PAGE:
BeeKeeping

Post-varroa mite Hive Inspection

Hive B (without the mite treatment) seems to be a very strong hive. The bees are very aggressive - they definitely do not like to be bothered. Some cling to my veil, trying to chew their way in. I am surrounded by a cloud of bees when I work this hive, some clinging to my gloved fingertips in an attempt to sting. Due to their agitated nature, I did not spend much time looking for the queen. I spotted capped brood and larvae. They haven't done much with the second empty super I put on some weeks ago, but they have built up burr comb between the supers. I removed the extra comb.

Varroa mites in Hive A

After noticing how weak Hive A was this morning, I went out and did a closer inspection by pulling out the plywood beneath the screened bottom board. I have a Varroa mite problem. More accurately, I have a BIG Varroa mite problem. The bottom board had quite a number of live and dead mites all over it. How could this be on a hive that's only three weeks old? I posed that question to Stedman's Bees in Silverdale, and was told the mites may have overwintered in the foundation that I used to start this year's hive.

Week 3 Hive Inspection - One hive far stronger than the other

I did my week three hive inspection today. It was cloudy and cold, but I had no other choice. The bees in Hive B made it very clear that they did not welcome my presence. Because of that, I did not spend time looking for the queen (in either hive). I saw lots of capped brood, larvae and eggs in Hive B. There was significant burr comb built up beneath the hive top feeder. I removed it. Not as many dead bees in the feeder as I had anticipated (in either hive). All but one frame is fully drawn. I added a second deep super and left the hive top feeder in place. I will fill it tomorrow.

Hive inspection - Hive B is flourishing!

In today's hive inspection, Hive B was very strong. It didn't take long to find the queen. I saw LOTS of capped brood on a number of heavy frames. The brood pattern was typical, some missed cells along the way, but the entire frames were filled except the top and edges, which were being capped as honey. I was very impressed. I saw lots of larvae. The hive was very active - not agressive, but they did let me know they knew I was there.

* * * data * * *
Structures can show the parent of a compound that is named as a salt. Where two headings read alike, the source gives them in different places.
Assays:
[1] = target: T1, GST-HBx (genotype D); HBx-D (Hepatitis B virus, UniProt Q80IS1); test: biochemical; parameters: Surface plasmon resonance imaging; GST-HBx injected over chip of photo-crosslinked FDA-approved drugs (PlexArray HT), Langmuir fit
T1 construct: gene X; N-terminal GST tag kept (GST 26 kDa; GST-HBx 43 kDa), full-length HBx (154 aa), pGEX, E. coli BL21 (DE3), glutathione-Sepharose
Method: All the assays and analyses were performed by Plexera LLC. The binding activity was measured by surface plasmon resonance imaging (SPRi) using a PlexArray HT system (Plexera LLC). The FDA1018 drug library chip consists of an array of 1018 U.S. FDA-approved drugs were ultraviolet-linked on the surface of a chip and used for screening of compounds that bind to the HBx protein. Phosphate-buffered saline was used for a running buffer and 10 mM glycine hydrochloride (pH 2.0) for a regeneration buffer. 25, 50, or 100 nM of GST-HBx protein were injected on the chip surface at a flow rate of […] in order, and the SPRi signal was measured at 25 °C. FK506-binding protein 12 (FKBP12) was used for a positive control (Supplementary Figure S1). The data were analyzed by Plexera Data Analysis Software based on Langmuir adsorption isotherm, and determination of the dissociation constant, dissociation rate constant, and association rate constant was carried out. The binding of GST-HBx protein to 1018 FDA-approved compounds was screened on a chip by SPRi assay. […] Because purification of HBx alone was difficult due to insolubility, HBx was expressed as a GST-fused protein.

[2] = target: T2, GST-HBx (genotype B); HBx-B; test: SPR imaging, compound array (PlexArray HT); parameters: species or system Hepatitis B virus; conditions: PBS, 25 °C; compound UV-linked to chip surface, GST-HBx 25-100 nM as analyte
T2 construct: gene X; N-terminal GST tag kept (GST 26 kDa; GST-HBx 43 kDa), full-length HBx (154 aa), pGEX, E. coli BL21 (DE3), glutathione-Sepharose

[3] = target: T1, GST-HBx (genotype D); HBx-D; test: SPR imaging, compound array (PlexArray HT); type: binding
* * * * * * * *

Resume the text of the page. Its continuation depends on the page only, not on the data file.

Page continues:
Added syrup to Hive A

Hive A got syrup when they were installed on April 22. I opened the top of the hive to refill the hive top feeder today, and to clean out a lot of dead bees. Curiously. several dozen bees were clustered beneath the inner cover, clinging to the bottom corner of it. I shook them off on the ground in front of the hive. I saw this same behavior two days ago when I did the main hive inspection. Both hives appear to be very active. Today was sunny with occasional showers.

First hive inspection

At first, I saw no evidence of eggs in either hive. Called Stedman's and was told to look again. Sheyanne said it can be very hard to spot eggs in old comb. I looked again ... I did finally spot some eggs, but not many. I couldn't find a dozen on one frame, but I was in a hurry to get the frames back in. Did not spot queen in either hive but again, I had the hives open twice in one day and was in a hurry to get them closed. Bees in Hive A were pretty much okay with me, but bees in Hive B were very very agitated.

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